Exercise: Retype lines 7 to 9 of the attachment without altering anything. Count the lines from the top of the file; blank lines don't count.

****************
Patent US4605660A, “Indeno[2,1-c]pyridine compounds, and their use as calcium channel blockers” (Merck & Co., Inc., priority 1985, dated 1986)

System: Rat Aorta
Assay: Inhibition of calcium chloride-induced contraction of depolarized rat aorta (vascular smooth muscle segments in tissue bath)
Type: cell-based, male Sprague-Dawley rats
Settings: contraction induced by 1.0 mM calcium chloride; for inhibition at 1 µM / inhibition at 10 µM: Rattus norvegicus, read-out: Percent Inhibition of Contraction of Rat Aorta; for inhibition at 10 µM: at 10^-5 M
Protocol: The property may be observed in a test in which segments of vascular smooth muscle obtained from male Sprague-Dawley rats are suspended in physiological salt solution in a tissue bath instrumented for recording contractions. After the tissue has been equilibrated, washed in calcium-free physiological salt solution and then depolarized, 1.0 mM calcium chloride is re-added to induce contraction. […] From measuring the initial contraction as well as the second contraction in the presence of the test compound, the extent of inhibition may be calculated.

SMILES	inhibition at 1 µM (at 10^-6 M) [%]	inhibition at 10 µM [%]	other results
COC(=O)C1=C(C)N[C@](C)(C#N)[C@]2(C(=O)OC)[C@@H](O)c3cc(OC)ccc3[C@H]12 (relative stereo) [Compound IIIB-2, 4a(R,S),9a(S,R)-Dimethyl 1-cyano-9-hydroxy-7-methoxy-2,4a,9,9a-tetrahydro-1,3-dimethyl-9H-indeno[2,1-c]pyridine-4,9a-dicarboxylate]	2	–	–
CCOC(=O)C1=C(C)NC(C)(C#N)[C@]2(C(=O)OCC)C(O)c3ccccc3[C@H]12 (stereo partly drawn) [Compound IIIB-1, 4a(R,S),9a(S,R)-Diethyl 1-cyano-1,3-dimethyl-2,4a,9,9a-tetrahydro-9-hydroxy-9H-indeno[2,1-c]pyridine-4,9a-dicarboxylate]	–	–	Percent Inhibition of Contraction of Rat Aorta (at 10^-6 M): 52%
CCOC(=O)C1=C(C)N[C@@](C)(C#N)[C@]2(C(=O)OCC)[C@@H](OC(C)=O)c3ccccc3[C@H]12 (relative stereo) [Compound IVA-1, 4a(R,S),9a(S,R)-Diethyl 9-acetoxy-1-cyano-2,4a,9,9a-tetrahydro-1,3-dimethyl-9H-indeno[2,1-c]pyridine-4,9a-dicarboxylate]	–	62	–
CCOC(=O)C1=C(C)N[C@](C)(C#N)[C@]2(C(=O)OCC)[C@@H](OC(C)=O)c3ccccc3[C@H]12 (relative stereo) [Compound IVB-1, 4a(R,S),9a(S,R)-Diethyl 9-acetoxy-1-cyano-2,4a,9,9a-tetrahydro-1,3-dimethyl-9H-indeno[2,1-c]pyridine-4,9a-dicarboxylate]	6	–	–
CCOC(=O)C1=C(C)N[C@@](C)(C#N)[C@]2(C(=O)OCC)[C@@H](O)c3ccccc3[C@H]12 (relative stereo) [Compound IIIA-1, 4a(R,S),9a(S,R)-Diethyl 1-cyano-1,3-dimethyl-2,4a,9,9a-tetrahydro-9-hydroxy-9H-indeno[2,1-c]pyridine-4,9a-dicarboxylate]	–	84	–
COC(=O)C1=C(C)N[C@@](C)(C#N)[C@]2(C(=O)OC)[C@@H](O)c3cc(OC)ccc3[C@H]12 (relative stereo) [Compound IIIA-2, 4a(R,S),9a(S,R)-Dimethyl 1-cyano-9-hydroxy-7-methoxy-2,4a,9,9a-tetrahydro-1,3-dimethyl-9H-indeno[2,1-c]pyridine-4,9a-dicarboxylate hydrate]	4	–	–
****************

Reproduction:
SMILES	inhibition at 1 µM (at 10^-6 M) [%]	inhibition at 10 µM [%]	other results
COC(=O)C1=C(C)N[C@](C)(C#N)[C@]2(C(=O)OC)[C@@H](O)c3cc(OC)ccc3[C@H]12 (relative stereo) [Compound IIIB-2, 4a(R,S),9a(S,R)-Dimethyl 1-cyano-9-hydroxy-7-methoxy-2,4a,9,9a-tetrahydro-1,3-dimethyl-9H-indeno[2,1-c]pyridine-4,9a-dicarboxylate]	2	–	–
CCOC(=O)C1=C(C)NC(C)(C#N)[C@]2(C(=O)OCC)C(O)c3ccccc3[C@H]12 (stereo partly drawn) [Compound IIIB-1, 4a(R,S),9a(S,R)-Diethyl 1-cyano-1,3-dimethyl-2,4a,9,9a-tetrahydro-9-hydroxy-9H-indeno[2,1-c]pyridine-4,9a-dicarboxylate]	–	–	Percent Inhibition of Contraction of Rat Aorta (at 10^-6 M): 52%